Below, enjoy a few excerpts from the interview:

Chuck Jones on creating “Bugs Bunny:”

On animating World War II training films with Dr. Seuss (Theodor Geisel):

And on bringing How the Grinch Stole Christmas to television:

Watch Chuck Jones’ full interview here.

About this interview:

Chuck Jones (1912-2002) was interviewed for three hours in Orange County, CA.  Jones fondly recalled creating notable Looney Tunes characters, including “Bugs Bunny,” “Daffy Duck,” “Pepe Le Pew,” “Wile E. Coyote,” and “Road-Runner.” He spoke about attending art school, outlined the early days of Hollywood’s animation industry in the 1930s, and recounted joining the Leon Schlesinger studio in 1933. He discussed Schelsinger’s sale of the studio to Warner Brothers, commented on his brief tenure at Walt Disney’s studio, and spoke of creating training films with Dr. Seuss during World War II. Jones described the basics of the animation process, the importance of story, and the challenges of directing a cartoon, and spoke in depth about directing the successful 1967 television special, How the Grinch Stole Christmas. Tom Sito conducted the interview on June 17, 1998.

Bugs Bunny at 70

Tuesday, July 27th, 2010

The first “official” Bugs Bunny cartoon was released by Warner Bros. on July 27, 1940— “A Wild Hare,” featuring Elmer Fudd’s hopeless pursuit of Bugs.  Bugs’ first line in this cartoon?  “Eh, What’s up Doc?”  The classic theatrical shorts were produced through 1964.

In TV terms, Warner Bros. released its Looney Tunes cartoon shorts to the new medium in 1955 and they were shown on local stations in evening slots.  From 1960-62, The Bugs Bunny Show aired on ABC in prime time (where it found itself opposite CBS’ Marshal Dillon and NBC’s Laramie!).  Departing for Saturday mornings under such titles as The Bugs Bunny—Road Runner Show, the Saturday morning version became, according to Tim Brooks and Earle Marsh’s The Complete Directory to Prime Time Network and Cable TV Shows, the longest continuously running Saturday morning children’s program in the history of network television.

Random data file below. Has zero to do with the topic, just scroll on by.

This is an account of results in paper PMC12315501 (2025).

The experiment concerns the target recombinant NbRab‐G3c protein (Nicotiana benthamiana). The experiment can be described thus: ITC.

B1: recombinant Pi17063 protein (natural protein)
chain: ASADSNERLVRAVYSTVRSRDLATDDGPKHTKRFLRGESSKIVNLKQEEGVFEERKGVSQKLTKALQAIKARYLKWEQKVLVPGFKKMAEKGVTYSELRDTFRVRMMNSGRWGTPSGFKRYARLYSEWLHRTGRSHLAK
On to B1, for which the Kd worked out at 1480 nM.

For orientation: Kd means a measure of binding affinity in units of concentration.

Animator Chuck Jones directed many of the classic Bugs Bunny theatrical shorts, including— “Rabbit of Seville,” and “What’s Opera, Doc?”  He was interviewed by the Archive of American Television on June 17, 1998.

“What’s up, Doc?’ is now known as a funny line.  It wasn’t funny. It’s only funny because of the situation.  You put it in human terms:  you walk up to the front room, the door is partly open, there’s some guy shooting into your living room.  So what do you do?  You run if you have any sense.  The least you do is call the cops.  But what if what you do, you come up and tap him on the shoulder and look over and say, ‘What’s up, Doc?”  You’re interested in what he’s doing.  It’s ridiculous.  That’s not what you say at a time like that.  So, that’s why it’s funny I think.  In other words, it’s asking a perfectly legitimate question, in a perfectly illogical situation.”

— Chuck Jones